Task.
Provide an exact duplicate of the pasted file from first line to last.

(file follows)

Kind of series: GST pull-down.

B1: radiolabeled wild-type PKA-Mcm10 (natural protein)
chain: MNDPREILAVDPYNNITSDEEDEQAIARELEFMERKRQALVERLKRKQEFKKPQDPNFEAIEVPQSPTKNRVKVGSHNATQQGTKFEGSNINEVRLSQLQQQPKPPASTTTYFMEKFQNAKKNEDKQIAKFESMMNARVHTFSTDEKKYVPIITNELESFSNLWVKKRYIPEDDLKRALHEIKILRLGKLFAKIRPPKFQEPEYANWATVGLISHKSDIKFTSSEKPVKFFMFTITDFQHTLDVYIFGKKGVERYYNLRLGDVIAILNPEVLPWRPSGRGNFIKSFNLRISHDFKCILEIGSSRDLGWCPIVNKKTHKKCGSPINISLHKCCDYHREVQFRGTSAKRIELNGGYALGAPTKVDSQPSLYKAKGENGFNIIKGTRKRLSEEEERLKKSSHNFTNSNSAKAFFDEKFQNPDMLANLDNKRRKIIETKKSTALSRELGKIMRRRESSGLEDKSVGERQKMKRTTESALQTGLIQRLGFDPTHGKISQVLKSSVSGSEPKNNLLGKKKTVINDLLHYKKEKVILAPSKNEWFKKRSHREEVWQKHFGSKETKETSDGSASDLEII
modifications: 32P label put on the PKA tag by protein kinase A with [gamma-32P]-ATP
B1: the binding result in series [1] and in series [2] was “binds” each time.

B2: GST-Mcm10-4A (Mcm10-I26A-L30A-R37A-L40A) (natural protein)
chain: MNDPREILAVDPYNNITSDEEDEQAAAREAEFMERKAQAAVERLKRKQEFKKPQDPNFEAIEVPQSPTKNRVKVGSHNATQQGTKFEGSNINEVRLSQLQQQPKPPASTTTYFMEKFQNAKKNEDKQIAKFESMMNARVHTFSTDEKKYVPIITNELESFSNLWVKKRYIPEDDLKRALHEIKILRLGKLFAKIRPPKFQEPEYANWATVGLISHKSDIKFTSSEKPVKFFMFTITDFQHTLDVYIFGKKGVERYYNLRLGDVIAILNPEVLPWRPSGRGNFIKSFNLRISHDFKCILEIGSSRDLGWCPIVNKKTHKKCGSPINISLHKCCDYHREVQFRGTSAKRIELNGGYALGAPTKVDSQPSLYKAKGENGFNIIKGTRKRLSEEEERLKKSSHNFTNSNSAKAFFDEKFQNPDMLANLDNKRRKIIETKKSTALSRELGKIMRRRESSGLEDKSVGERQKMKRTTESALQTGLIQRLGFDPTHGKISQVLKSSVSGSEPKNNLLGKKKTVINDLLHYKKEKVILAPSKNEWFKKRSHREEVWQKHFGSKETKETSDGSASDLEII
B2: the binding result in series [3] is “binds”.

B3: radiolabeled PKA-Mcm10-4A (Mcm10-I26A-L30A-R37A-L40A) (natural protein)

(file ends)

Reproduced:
Kind of series: GST pull-down.

B1: radiolabeled wild-type PKA-Mcm10 (natural protein)
chain: MNDPREILAVDPYNNITSDEEDEQAIARELEFMERKRQALVERLKRKQEFKKPQDPNFEAIEVPQSPTKNRVKVGSHNATQQGTKFEGSNINEVRLSQLQQQPKPPASTTTYFMEKFQNAKKNEDKQIAKFESMMNARVHTFSTDEKKYVPIITNELESFSNLWVKKRYIPEDDLKRALHEIKILRLGKLFAKIRPPKFQEPEYANWATVGLISHKSDIKFTSSEKPVKFFMFTITDFQHTLDVYIFGKKGVERYYNLRLGDVIAILNPEVLPWRPSGRGNFIKSFNLRISHDFKCILEIGSSRDLGWCPIVNKKTHKKCGSPINISLHKCCDYHREVQFRGTSAKRIELNGGYALGAPTKVDSQPSLYKAKGENGFNIIKGTRKRLSEEEERLKKSSHNFTNSNSAKAFFDEKFQNPDMLANLDNKRRKIIETKKSTALSRELGKIMRRRESSGLEDKSVGERQKMKRTTESALQTGLIQRLGFDPTHGKISQVLKSSVSGSEPKNNLLGKKKTVINDLLHYKKEKVILAPSKNEWFKKRSHREEVWQKHFGSKETKETSDGSASDLEII
modifications: 32P label put on the PKA tag by protein kinase A with [gamma-32P]-ATP
B1: the binding result in series [1] and in series [2] was “binds” each time.

B2: GST-Mcm10-4A (Mcm10-I26A-L30A-R37A-L40A) (natural protein)
chain: MNDPREILAVDPYNNITSDEEDEQAAAREAEFMERKAQAAVERLKRKQEFKKPQDPNFEAIEVPQSPTKNRVKVGSHNATQQGTKFEGSNINEVRLSQLQQQPKPPASTTTYFMEKFQNAKKNEDKQIAKFESMMNARVHTFSTDEKKYVPIITNELESFSNLWVKKRYIPEDDLKRALHEIKILRLGKLFAKIRPPKFQEPEYANWATVGLISHKSDIKFTSSEKPVKFFMFTITDFQHTLDVYIFGKKGVERYYNLRLGDVIAILNPEVLPWRPSGRGNFIKSFNLRISHDFKCILEIGSSRDLGWCPIVNKKTHKKCGSPINISLHKCCDYHREVQFRGTSAKRIELNGGYALGAPTKVDSQPSLYKAKGENGFNIIKGTRKRLSEEEERLKKSSHNFTNSNSAKAFFDEKFQNPDMLANLDNKRRKIIETKKSTALSRELGKIMRRRESSGLEDKSVGERQKMKRTTESALQTGLIQRLGFDPTHGKISQVLKSSVSGSEPKNNLLGKKKTVINDLLHYKKEKVILAPSKNEWFKKRSHREEVWQKHFGSKETKETSDGSASDLEII
B2: the binding result in series [3] is “binds”.

B3: radiolabeled PKA-Mcm10-4A (Mcm10-I26A-L30A-R37A-L40A) (natural protein)